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The Habs tee off

by Staff Writer / Montréal Canadiens
LAVAL-SUR-LE-LAC – The Montreal Canadiens annual golf tournament is usually considered the club’s unofficial way of kicking off a new season. One-by-one, the players made their way out to meet the press and answer a few questions before hitting the links.

Chemistry 101: When it was coach Jacques Martin’s turn to field questions from the Montreal media, the focus turned towards what he perceived to be the Canadiens’ keys to success in 2010-11. With a returning core of players now more familiar with what to expect from another season in Montreal - not to mention each other - Martin stressed he was looking forward to seeing how the chemistry of his team had evolved.

“Chemistry is going to be a lot better this year,” affirmed Martin. “We need to take the cohesiveness we developed in the playoffs and carry it into this year to have a strong start to the season. We’re still looking to work on certain things like creating more consistent offence, but right now the guys are happy to be back together and excited to get playing.”

In Good Company: After a productive season and an even more impressive playoff run that saw him lead all NHLers with 13 goals, Mike Cammalleri is planning to push even harder in the Habs’ upcoming campaign. When asked about his confidence in the Canadiens’ goaltending, Cammalleri made it clear that the Habs’ road to success depends on the team playing for each other and standing up for one another, both on and off the ice.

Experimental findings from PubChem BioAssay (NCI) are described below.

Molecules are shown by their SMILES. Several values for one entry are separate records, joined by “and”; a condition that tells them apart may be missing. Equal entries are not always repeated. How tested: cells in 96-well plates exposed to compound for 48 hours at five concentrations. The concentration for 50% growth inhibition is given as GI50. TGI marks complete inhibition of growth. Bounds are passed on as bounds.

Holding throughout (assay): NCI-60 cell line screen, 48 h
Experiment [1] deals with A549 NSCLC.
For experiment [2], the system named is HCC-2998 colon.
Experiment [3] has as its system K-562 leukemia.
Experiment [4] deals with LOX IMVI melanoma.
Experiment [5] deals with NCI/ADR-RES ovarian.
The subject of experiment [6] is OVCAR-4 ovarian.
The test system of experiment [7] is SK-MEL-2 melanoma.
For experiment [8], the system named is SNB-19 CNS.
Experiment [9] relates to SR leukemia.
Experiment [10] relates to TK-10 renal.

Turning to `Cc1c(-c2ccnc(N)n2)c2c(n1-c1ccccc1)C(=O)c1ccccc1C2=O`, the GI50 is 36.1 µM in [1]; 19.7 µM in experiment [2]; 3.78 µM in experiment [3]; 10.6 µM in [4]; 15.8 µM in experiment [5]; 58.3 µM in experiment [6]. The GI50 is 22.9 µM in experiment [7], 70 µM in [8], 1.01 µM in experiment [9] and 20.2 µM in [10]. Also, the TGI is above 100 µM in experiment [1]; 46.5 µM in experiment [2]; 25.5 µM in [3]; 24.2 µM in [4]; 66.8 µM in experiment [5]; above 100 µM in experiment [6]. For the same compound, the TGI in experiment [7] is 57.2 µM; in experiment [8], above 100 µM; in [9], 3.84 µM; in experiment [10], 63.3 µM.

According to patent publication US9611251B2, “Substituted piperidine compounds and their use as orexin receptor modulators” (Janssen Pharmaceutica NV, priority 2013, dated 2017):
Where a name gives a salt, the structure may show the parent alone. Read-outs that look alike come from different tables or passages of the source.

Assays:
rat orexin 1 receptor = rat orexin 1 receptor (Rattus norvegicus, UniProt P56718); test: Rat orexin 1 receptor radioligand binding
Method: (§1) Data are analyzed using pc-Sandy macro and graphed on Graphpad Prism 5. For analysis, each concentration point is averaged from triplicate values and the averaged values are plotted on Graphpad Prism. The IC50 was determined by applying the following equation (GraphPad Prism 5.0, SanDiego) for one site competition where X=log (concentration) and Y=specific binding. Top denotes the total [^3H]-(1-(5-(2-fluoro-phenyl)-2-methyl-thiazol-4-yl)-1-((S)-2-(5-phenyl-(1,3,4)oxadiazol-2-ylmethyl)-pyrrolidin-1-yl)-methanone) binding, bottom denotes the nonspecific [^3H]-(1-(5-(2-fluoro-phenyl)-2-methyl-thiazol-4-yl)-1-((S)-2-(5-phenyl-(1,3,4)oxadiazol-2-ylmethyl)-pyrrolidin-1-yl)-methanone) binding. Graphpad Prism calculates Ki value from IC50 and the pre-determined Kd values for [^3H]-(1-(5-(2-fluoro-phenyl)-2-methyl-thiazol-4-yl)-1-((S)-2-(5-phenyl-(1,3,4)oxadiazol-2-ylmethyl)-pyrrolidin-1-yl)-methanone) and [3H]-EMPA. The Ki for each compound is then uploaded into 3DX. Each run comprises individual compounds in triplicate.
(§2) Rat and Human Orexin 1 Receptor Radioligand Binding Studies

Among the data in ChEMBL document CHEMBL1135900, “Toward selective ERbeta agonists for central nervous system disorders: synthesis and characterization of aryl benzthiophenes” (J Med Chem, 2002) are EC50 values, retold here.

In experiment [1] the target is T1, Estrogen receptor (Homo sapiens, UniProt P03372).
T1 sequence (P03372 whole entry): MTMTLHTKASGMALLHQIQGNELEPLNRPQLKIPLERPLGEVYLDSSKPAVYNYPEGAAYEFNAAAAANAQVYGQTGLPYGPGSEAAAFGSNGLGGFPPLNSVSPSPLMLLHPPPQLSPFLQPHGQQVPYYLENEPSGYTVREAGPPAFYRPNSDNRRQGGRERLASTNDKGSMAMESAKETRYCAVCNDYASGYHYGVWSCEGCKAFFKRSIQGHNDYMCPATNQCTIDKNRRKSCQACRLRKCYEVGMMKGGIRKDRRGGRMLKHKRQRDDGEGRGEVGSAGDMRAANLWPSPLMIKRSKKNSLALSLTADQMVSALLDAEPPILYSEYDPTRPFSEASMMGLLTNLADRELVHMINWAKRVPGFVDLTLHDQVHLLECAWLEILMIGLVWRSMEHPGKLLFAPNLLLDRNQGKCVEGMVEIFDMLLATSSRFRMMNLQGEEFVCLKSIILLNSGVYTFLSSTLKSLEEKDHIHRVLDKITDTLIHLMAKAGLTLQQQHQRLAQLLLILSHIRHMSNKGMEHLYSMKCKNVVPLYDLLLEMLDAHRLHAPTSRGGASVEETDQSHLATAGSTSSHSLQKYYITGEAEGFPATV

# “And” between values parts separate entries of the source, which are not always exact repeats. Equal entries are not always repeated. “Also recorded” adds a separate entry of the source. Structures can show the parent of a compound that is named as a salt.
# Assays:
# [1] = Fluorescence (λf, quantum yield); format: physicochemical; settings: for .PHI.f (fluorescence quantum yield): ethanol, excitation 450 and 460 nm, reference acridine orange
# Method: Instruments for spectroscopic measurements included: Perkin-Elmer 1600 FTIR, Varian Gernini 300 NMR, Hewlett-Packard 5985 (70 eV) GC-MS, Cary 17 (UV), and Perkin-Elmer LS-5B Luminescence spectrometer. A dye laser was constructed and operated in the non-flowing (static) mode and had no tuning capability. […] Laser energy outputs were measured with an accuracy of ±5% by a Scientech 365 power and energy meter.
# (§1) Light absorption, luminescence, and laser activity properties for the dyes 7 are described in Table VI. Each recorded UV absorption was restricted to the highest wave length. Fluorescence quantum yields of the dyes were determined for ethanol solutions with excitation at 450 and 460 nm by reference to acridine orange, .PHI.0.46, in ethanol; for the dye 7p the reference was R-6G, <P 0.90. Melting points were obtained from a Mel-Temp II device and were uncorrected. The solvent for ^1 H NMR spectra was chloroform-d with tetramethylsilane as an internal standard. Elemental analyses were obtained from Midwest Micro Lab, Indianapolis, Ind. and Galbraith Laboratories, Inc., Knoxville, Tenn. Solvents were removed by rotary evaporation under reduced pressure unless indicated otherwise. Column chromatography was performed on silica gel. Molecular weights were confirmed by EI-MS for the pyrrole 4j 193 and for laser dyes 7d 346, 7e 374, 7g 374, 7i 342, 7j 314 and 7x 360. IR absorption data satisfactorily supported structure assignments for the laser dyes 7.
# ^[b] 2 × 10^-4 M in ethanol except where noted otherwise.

“Carey’s a very talented goaltender and a very well-liked and respected guy in the room. We want to be able to play well in front of him, and people need to understand that win or lose it’s never just the fault of one guy,” said the speedy left-winger. “We all really want to support him.”

The Next Step: Before teeing off, centerman Scott Gomez took a moment to sound off on his feelings about last season’s finish, the upcoming year and even the Montreal media.

“We had a great run but we obviously wanted to get into the final and didn’t make it. This year, we really just want to make sure we all stay healthy so we can continue to play together. As long as we win, it doesn’t matter who scores. I’ll tell you, all the guys in the room really love playing here…we’re even getting used to you guys,” he joked, referring to the Montreal media, with whom he tried his hand at French moments earlier. “You’re a pain in the neck, but you’re our pain in the neck.”

Price Change: After a summer of being scrutinized by the Montreal media, a very happy looking Carey Price came out to meet the press. The 23-year-old goalie spent his summer in B.C. accompanied by his goaltending coach, Pierre Groulx. While a large contingent of the Montreal faithful felt that he was too easily handed the spot as the Habs No.1 goalie, Price knows he still has to prove himself.

“I think I’m a little more humble this year, and I know things aren’t going to just be given to me – I’m going to have to earn them. I have to earn my time, because I know Alex [Auld] is going to be pushing hard to earn his,” said Price. “I want the main pressure I deal with to be the pressure I put on myself. I have a lot to prove to myself.”

News To Me: All eyes were on Brian Gionta Thursday morning, amid media rumors that he was slated to be named as the next captain of the Montreal Canadiens. When asked to comment on the subject, No.21 made sure to set the record straight.

“Of course it would be an honor to be made captain,” admitted Gionta, also noting that he had seen the papers as well that morning, but that nothing was confirmed. “I don’t know if being a captain in Montreal would be harder than it would in another city. I’ve never been a captain anywhere else in the NHL, so I wouldn’t really know. I don’t think having the “C” on my jersey would put any extra pressure on me.”

Justin Fragapane is a writer for

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